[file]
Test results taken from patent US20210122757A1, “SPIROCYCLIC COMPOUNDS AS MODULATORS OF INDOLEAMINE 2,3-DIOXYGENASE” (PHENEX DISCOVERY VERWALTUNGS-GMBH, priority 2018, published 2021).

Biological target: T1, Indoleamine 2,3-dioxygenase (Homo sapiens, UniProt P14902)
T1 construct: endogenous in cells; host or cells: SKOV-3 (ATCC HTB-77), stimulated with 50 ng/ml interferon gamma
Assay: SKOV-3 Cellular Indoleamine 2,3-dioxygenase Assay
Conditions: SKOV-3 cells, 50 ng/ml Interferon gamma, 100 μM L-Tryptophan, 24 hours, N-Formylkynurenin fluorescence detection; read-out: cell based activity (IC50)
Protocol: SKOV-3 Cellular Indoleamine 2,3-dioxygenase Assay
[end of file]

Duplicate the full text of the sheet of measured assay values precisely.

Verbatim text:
Test results taken from patent US20210122757A1, “SPIROCYCLIC COMPOUNDS AS MODULATORS OF INDOLEAMINE 2,3-DIOXYGENASE” (PHENEX DISCOVERY VERWALTUNGS-GMBH, priority 2018, published 2021).

Biological target: T1, Indoleamine 2,3-dioxygenase (Homo sapiens, UniProt P14902)
T1 construct: endogenous in cells; host or cells: SKOV-3 (ATCC HTB-77), stimulated with 50 ng/ml interferon gamma
Assay: SKOV-3 Cellular Indoleamine 2,3-dioxygenase Assay
Conditions: SKOV-3 cells, 50 ng/ml Interferon gamma, 100 μM L-Tryptophan, 24 hours, N-Formylkynurenin fluorescence detection; read-out: cell based activity (IC50)
Protocol: SKOV-3 Cellular Indoleamine 2,3-dioxygenase Assay